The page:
Marco Martinelli, Enrico Tronci, Giovanni Dipoppa, and Claudio Balducelli. "Electric Power System Anomaly Detection Using Neural Networks." In 8th International Conference on: KnowledgeBased Intelligent Information and Engineering Systems (KES), edited by M. G. Negoita, R. J. Howlett and L. C. Jain, 1242–1248. Lecture Notes in Computer Science 3213. Wellington, New Zealand: Springer, 2004. ISSN: 3540233180. DOI: 10.1007/9783540301325_168.
Abstract: The aim of this work is to propose an approach to monitor and protect Electric Power System by learning normal system behaviour at substations level, and raising an alarm signal when an abnormal status is detected; the problem is addressed by the use of autoassociative neural networks, reading substation measures. Experimental results show that, through the proposed approach, neural networks can be used to learn parameters underlaying system behaviour, and their output processed to detecting anomalies due to hijacking of measures, changes in the power network topology (i.e. transmission lines breaking) and unexpected power demand trend.



Ruggero Lanotte, Andrea MaggioloSchettini, Simone Tini, Angelo Troina, and Enrico Tronci. "Automatic Analysis of the NRL Pump." Electr. Notes Theor. Comput. Sci. 99 (2004): 245–266. DOI: 10.1016/j.entcs.2004.02.011.
Abstract: We define a probabilistic model for the NRL Pump and using FHPmur$\varphi$ show experimentally that there exists a probabilistic covert channel whose capacity depends on various NRL Pump parameters (e.g. buffer size, number of samples in the moving average, etc).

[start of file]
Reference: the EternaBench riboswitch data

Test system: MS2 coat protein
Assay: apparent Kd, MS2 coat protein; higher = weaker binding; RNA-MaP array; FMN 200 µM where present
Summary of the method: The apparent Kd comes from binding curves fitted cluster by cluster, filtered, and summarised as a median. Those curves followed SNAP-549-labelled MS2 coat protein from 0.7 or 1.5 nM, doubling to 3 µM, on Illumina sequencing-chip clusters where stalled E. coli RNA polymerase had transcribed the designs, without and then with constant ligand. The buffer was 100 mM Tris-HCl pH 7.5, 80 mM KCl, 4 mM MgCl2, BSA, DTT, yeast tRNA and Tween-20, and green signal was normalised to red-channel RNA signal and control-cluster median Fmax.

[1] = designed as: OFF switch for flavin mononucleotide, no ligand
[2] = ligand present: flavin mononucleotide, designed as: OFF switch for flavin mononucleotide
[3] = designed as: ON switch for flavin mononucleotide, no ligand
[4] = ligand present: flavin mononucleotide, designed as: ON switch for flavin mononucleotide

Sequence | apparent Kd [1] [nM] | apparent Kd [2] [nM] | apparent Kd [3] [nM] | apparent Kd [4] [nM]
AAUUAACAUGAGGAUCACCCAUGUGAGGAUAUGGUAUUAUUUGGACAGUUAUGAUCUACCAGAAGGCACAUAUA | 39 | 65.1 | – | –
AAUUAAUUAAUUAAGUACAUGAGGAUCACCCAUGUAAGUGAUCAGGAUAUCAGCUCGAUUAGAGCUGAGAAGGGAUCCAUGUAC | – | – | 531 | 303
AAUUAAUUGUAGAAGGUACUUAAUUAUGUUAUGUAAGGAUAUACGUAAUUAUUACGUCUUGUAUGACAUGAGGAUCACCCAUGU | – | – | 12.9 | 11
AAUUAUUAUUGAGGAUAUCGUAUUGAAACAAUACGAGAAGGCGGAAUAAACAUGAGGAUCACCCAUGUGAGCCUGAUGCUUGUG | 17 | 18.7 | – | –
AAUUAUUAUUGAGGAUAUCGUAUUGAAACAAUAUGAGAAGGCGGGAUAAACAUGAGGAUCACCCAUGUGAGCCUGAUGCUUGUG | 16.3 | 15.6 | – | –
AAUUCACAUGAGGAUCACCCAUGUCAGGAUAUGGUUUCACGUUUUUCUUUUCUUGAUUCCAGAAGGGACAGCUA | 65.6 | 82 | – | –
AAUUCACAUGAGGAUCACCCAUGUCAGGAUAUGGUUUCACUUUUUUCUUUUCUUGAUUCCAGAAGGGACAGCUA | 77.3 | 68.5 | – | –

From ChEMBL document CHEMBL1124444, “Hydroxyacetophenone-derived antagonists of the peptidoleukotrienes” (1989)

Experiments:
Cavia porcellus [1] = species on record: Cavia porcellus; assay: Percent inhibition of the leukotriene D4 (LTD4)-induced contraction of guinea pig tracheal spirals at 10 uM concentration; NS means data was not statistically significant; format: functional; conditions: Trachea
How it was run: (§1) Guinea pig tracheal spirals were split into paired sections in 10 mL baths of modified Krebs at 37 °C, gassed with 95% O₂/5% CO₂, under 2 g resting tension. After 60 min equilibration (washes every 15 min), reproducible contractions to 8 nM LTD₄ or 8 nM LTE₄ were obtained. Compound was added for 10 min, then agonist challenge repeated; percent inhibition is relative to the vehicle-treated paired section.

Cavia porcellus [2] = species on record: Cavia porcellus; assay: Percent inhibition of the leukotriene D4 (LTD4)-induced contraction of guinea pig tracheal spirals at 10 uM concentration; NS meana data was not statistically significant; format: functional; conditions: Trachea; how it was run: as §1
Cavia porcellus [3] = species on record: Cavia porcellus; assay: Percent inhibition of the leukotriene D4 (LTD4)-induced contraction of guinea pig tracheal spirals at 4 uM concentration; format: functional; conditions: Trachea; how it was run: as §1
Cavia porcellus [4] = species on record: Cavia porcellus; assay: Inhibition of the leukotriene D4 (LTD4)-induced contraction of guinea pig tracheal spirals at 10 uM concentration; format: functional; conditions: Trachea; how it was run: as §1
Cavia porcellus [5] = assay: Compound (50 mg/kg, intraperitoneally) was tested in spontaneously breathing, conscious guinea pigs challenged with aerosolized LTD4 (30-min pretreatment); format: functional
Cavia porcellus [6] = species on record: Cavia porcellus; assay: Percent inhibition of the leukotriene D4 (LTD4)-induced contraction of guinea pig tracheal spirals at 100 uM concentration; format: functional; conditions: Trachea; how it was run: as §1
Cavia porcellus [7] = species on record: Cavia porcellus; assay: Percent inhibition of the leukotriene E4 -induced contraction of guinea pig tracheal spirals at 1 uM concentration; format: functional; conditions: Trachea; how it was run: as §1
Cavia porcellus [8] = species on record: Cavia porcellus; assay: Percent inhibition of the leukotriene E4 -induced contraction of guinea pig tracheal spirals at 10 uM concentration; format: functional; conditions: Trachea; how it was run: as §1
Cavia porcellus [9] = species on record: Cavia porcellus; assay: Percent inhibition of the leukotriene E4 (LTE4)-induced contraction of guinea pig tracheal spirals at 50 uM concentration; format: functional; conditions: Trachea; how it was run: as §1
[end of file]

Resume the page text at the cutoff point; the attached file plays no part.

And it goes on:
Giuseppe Della Penna, Benedetto Intrigila, Igor Melatti, Enrico Tronci, and Marisa Venturini Zilli. "Bounded Probabilistic Model Checking with the Mur$\varphi$ Verifier." In Formal Methods in ComputerAided Design, 5th International Conference, FMCAD 2004, Austin, Texas, USA, November 1517, 2004, Proceedings, edited by A. J. Hu and A. K. Martin, 214–229. Lecture Notes in Computer Science 3312. Springer, 2004. ISSN: 3540237380. DOI: 10.1007/9783540304944_16.
Abstract: In this paper we present an explicit verification algorithm for Probabilistic Systems defining discrete time/finite state Markov Chains. We restrict ourselves to verification of Bounded PCTL formulas (BPCTL), that is, PCTL formulas in which all Until operators are bounded, possibly with different bounds. This means that we consider only paths (system runs) of bounded length. Given a Markov Chain $\cal M$ and a BPCTL formula Φ, our algorithm checks if Φ is satisfied in $\cal M$. This allows to verify important properties, such as reliability in Discrete Time Hybrid Systems. We present an implementation of our algorithm within a suitable extension of the Mur$\varphi$ verifier. We call FHPMur$\varphi$ (Finite Horizon Probabilistic Mur$\varphi$) such extension of the Mur$\varphi$ verifier. We give experimental results comparing FHPMur$\varphi$ with (a finite horizon subset of) PRISM, a stateoftheart symbolic model checker for Markov Chains. Our experimental results show that FHPMur$\varphi$ can effectively handle verification of BPCTL formulas for systems that are out of reach for PRISM, namely those involving arithmetic operations on the state variables (e.g. hybrid systems).